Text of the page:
I did the whole rotax max thing for a bit and ruined my ribs before Mr Tillett (the seat man) told me how to drive it properly, the ribs never healed properly so I had to give up.

Buying your own competitive kart is defiantly not cheap, cost me at least 300 a meeting just to run, the kart was 2200 for a 2 year old chassis with an average sealed engine, although you can get an older kart if you just want to 'go round', it is pointless if it keeps breaking down, also rotax have electric start with a centrifugal clutch which is very useful when you spin.

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Surrey Dave

posted on 29/11/15 at 11:23 PM Reply With Quote
Don't Do This!!!!






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Adamirish

posted on 29/11/15 at 11:28 PM Reply With Quote
There is quite a difference between hire karts even if the owners say there aren't. The key is smooth, in the damp/wet don't trail brake, get the braking done in a straight line. I guess you were on slicks as I have never seen any hire kart with anything else. You will get less under steer in the damp if you have your foot on the throttle. Not to the point it's trying to spin but the rear wheels have more traction than the front, with a solid axle it just wants to plough on. So foot slightly on the throttle will break traction on the inside rear and help with cornering. Drifting in the wet can be fast but you need to be very accurate and not over do it. Hire karts don't have enough poke to control a slide.

The best thing to do would be buy your own. This is what i did. As others on here have done I raced a rotax snr max at my local track in a summer/winter series. Mine cost a grand. It was a 2007 kosmic t11 chassis(same as a tonykart) with a 6hr old jag sealed snr max engine. It was rapid! Hire karts lap record at my track was around 54secs. My fastest time and rotax max lap record for a while was 40.1. If you do decide to buy one, get one with the new style clutch, the old style are crap(as I learned the hard way). They are pretty cheap to run, all I ever really replaced were clutch springs(see above), chains and sprockets. Only run them with the best 2 stroke oil too. I always used silkolene race 2T. It expensive but a lot cheaper than a rebuild. Also keep the power valve clean, they get coated in carbon and get sticky.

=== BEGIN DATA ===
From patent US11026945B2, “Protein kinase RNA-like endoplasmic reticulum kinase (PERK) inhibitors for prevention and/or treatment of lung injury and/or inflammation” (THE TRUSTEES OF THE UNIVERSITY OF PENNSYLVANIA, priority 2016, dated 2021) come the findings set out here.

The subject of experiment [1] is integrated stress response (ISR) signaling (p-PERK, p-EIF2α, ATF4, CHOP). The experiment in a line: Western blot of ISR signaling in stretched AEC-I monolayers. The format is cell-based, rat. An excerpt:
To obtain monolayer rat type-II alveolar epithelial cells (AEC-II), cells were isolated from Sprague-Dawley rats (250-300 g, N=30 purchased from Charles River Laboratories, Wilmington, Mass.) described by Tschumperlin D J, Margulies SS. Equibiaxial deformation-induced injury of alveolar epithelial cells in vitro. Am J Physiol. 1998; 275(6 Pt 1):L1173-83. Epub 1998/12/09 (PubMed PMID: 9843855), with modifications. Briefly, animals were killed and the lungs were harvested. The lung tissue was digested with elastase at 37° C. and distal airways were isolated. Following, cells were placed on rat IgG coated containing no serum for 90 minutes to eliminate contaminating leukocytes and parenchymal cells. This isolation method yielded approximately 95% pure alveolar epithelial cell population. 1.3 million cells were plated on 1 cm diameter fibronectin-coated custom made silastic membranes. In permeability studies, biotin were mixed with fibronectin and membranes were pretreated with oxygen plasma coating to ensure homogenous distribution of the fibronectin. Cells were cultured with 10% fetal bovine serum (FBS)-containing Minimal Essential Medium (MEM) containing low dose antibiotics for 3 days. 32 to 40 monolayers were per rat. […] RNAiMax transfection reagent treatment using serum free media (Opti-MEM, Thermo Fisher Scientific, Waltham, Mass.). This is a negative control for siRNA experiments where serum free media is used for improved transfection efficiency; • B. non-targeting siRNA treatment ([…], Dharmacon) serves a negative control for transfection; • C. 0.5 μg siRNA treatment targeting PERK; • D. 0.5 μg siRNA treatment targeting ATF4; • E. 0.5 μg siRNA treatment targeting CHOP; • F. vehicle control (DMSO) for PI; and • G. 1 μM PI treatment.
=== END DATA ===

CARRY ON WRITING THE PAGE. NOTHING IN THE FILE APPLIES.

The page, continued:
Proper karts really are head and shoulders above hire karts, they are worlds apart.





MK Indy 1700 Xflow

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daniel mason

posted on 29/11/15 at 11:49 PM Reply With Quote
How long can you expect a motor to last? And how much for a rebuild?
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Adamirish

posted on 30/11/15 at 12:22 AM Reply With Quote
quote:
Originally posted by daniel mason
How long can you expect a motor to last? And how much for a rebuild?


Rotax quote 50hrs before a rebuild. Competitive racers will rebuild every 10-15hrs. There was a lad I raced with had a max with over 75hrs on the motor and it was still ok, didn't have the top end of mine but it was fine. I got rid of mine with 40hrs on it, the engine had never been opened and was still very fast.

As for a rebuild its about 6-700 depending on what's needed iirc. There are only a few companies that can do it and reseal the motor.(jag) if you weren't worried about national races then they are supposedly very easy to rebuild yourself. The resale value will be half or less though. A good rebuilt motor will be 1200-1800 to buy depending on the year. Like fine wines I guess, some years are worth more than others as well as who built the motor. It's not always the newest ones either. Mine was a 2000 bottom end with a 2006 barrel. What the difference is I don't know.





MK Indy 1700 Xflow

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t11

posted on 30/11/15 at 09:51 AM Reply With Quote
re karting

Hi all if anyone is interested I have a brand new kart suit size 50 full fia spec......offers, thanks Gordon
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SJ

posted on 30/11/15 at 11:49 AM Reply With Quote
Last time I went I managed to flip the cart. Shorts and a shirt aren't the most protective clothing either. Suffice to say it wasn't in the UK.

After the guy running the place had poured some iodine over my wounds I re-joined and finished my session!

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nick205

posted on 30/11/15 at 04:58 PM Reply With Quote
In my experience karting is great fun, but takes some effort to pull off!






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sonic

posted on 30/11/15 at 08:23 PM Reply With Quote
Hi guys

Go karts are not as simple as they look to setup, if you go on hire karts they are heavy and usually twin 4 stroke 160 5.5Hp engines. if you are heavy you loose allot of speed on pick up out of the corners, they are ok for a bit of fun for half an hour down the local track.

Rotax max karts are a total different ball game, light weight the parts are proper made race items and the engines are 2 stroke twice as powerful, they have power bands which kick in at around 7000 rpm adjustable and rev up to 14k at which point depending on the track and gearing can do silly speeds.
15 mins on one of these around corners etc will make you feel like you have done 10 rounds with Mike Tyson the next day if you are not fit!!

To get them handling well is all down to personal driving style, you can adjust of remove torsion bars, loosen seats to create movement and loosen side pods to create chassis flex add to this fully adjustable castor / camber and tyre presures.

My son and i have 2 Rotax max karts that we have only ever used for fun time permitting on a Sunday afternoon, we have often given up knackered after 20 mins with arms pumped up, neck muscles shot and aching thighs if you have a fast session.


It certainly makes you realise how fit these formula 1 guys are

If anybody is interested both of our karts are for sale, see pick in my archive

Mick